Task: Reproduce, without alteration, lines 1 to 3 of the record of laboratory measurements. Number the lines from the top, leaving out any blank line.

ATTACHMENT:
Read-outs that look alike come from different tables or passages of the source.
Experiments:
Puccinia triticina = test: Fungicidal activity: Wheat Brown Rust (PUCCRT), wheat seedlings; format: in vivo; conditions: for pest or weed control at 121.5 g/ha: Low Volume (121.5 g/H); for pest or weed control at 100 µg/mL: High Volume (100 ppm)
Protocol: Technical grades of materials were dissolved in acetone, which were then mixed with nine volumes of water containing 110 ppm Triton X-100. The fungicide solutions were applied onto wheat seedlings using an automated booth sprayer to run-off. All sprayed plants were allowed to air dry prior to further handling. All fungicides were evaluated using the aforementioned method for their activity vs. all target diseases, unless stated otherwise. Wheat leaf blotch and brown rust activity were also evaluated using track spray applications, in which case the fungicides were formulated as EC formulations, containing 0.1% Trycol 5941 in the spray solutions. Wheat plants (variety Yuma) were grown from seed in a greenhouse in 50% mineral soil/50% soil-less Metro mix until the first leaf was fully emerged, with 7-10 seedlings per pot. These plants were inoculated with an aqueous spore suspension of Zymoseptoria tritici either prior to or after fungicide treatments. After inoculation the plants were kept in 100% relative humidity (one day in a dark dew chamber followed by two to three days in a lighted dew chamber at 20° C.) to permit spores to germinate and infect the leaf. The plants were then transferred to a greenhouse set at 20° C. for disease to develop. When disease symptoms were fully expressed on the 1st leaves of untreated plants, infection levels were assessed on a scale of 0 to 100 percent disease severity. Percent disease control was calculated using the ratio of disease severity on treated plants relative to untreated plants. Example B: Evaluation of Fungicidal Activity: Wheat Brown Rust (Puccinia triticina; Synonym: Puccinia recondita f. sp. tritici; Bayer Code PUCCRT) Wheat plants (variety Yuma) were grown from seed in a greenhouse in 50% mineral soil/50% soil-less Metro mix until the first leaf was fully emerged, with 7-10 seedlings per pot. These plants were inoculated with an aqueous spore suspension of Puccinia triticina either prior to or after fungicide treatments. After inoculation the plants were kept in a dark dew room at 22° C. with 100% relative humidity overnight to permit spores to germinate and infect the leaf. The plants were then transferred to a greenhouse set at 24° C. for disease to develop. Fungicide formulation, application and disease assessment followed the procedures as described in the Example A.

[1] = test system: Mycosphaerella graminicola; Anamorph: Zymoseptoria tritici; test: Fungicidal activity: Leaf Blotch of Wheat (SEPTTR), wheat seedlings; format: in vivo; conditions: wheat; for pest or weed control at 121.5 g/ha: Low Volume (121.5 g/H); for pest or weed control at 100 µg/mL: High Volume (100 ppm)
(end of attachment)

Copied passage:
Read-outs that look alike come from different tables or passages of the source.
Experiments:
Puccinia triticina = test: Fungicidal activity: Wheat Brown Rust (PUCCRT), wheat seedlings; format: in vivo; conditions: for pest or weed control at 121.5 g/ha: Low Volume (121.5 g/H); for pest or weed control at 100 µg/mL: High Volume (100 ppm)